On the eastern side of the fjord, around 30 mins drive from Akureyri, there is a bigger company, with 25 years of experience called POLAR HESTAR. They´re situated at a farm where they have around 100 horses and more than double as many sheep. Beautiful and friendly couple Stefan and Juliane are the ones running the company and here is their offer with really well prepared longer tours (lasting a few days):
Company name: POLAR HESTAR
1-hour tour: 3.500 ISK per person
2-hour tour: 5.500 ISK per person
When it comes to longer tours that Pólarhestar are experts in, 'Farm holidays tour', lasting 8 days and 7 nights costs 800 EUR and is available out of the high season (from April to middle of May and middle of September to middle of October).
There are actually 3 other kinds of longer tours to choose from and they are to be found here
00354 - 463 3179 Stefan and Juliane
How to get there: From Akureyri you drive direction east (Myvatn/ Egilsstaðir) on road no 1. After about 15 minutes you turn to the left into road no 83 ( Laufás/ Grenivík). You follow this road for again about 15 minutes, passing the famous turf houses of Laufás and the church. Cross the river Fnjóská and turn once again to the left direction Grenivík. After a few minutes you will find the farm on your right. It is marked with big letters PÓLAR HESTAR.

That´s it for today from both sides of the fjord. Do let us know and leave a comment here, once your riding tour is over. Should you be having troubles getting in touch with the companies, do write to me:

And last but not least, an interesting link full of impressions from travels in the North written by artists who spent some time exploring North Iceland.

Monday, February 21, 2011

Go local and enjoy local yammies

It´s March 1st and I have to apologise for a delay as February was the month to blog about local food adventures.

The excuse is my full involvement in conference preparation for a Tourism Marketing Office of North Iceland, which brought some very nice discussions and I will share some interesting outcomes here as soon as the evaluation process is finished.

But now, back to a promised virtual journey full of great local food in Eyjafjordur.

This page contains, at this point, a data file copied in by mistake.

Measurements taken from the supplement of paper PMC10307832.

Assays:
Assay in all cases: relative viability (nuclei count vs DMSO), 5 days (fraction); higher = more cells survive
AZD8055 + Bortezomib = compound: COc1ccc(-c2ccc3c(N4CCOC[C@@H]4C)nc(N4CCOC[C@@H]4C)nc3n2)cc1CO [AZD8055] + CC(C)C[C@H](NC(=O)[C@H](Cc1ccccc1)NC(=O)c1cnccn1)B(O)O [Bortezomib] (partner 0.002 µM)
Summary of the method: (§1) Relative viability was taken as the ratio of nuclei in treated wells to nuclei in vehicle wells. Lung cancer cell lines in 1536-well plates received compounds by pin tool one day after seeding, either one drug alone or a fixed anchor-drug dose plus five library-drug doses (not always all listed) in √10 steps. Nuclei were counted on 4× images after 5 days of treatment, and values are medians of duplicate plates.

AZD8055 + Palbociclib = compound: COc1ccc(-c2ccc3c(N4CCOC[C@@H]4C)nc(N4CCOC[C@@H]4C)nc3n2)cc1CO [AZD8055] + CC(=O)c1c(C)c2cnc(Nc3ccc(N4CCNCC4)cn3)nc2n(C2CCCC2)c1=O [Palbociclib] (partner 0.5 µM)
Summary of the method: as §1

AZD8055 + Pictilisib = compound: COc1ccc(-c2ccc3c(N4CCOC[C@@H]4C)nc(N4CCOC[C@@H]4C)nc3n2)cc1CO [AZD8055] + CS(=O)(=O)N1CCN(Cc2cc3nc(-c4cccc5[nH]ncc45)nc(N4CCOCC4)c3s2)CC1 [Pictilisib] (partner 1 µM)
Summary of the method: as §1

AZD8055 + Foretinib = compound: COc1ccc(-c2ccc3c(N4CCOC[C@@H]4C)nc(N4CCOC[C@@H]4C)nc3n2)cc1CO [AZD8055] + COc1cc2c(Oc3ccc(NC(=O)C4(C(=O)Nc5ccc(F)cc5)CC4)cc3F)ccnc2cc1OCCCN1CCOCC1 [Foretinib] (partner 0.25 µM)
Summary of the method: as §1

I want to start with introducing a new concept that started last year and is about mapping possibilities of tasting local food directly from farms where it´s being made, grown, processed, you name it.

Once you click here, you will get to a map of Iceland, showing places where it´s possible to visit a farm directly and get fresh products right at the spot. Unfortunately, the web-page is in Icelandic only but I will help you navigate here.

Once clicking on dots scattered in Eyjafjordur, we find the following on offer:
this farm has been processing feathers and making eider-downs - eventhough this is not food, it might be interesting for some of you to visit the place and just see how they do it. They also have home-grown potatoes for sale.

these guys have home-made ice-cream and the flavours they offer range from traditional taste all the way to beer ice-cream. It´s a must to try, I´d say.

South of Akureyri, you have the chance to visit a cow´s farm where they serve fresh dried beef and a wide range of beef yammies that one might think of.

Now, there´s definitely more to add on the map as I know a few more tips from the fjord that I´ll share with you here.

EKTA FISKUR in Hauganes - Professsionals in making great food out of fresh fish. They also sell all kinds of fish and their specialty for tourists is so called GOLDEN BOX with salted fish - BACALAO - perfectly packed present to be taken home.

KALDI in Árskogssandur belongs to one of the best local beers in Iceland. It´s one and only non-pasterized beer and you´re welcome to pop in for tasting anytime. (might be wise to call beforehand in the summer as they´re getting overbooked then).

Last but not least, there is a newly opened restaurant in Siglufjordur called Hannes Boy - a charming place with excellent food. Another must, although I have to admit that I was rather disappointed, finding it close in February without any sign saying why or when they´d open next :(.

Akureyri, as a metropolis of North, has quite some places on offer and I recommend you to check their pages to find exactly something that would fit your taste and preference.
My personal favourite one is a lovely café called 'the blue mug' - I could die for the cakes their including their home-made cream.

Well, that´s it for today. Should you be having troubles finding the places described above, do write to me: or phone me up:00354- 840 13 29, I´ll be happy to help.
Otherwise, I definitely recommend having a phone number of the place you decide to visit, especially during winter time so that they can come and open for you eventhough at the time of your visit they might be busy with something else - welcome to Iceland.


Troll peninsula full of surprises

Eventhough February posts were meant to cover local food possiblities, I feel like sharing exciting news related to inspiring tourism operations where words like ARCTIC HELI SKIING, SKI TOURING TRIPS, ICE CLIMBING, HAUTE ROUTE OF THE TROLL´S represent every day 'bread'.

The reason being that I happened to attend a presentation last week, where a founder of the company Jökull Bergmenn shared his story (including lots of great pictures and professional videos), as well as his experience and future vision of the majestic mountains of Troll Peninsula.

No matter how close to skiing and skies and climbing you feel, checking out the pictures and videos is definitely worth it as they say much more than words.

There´s a great variety of very professional service that Jökull´s company has on offer that has contributed big time to putting Troll Peninsula of Iceland on the world map of heli skiing.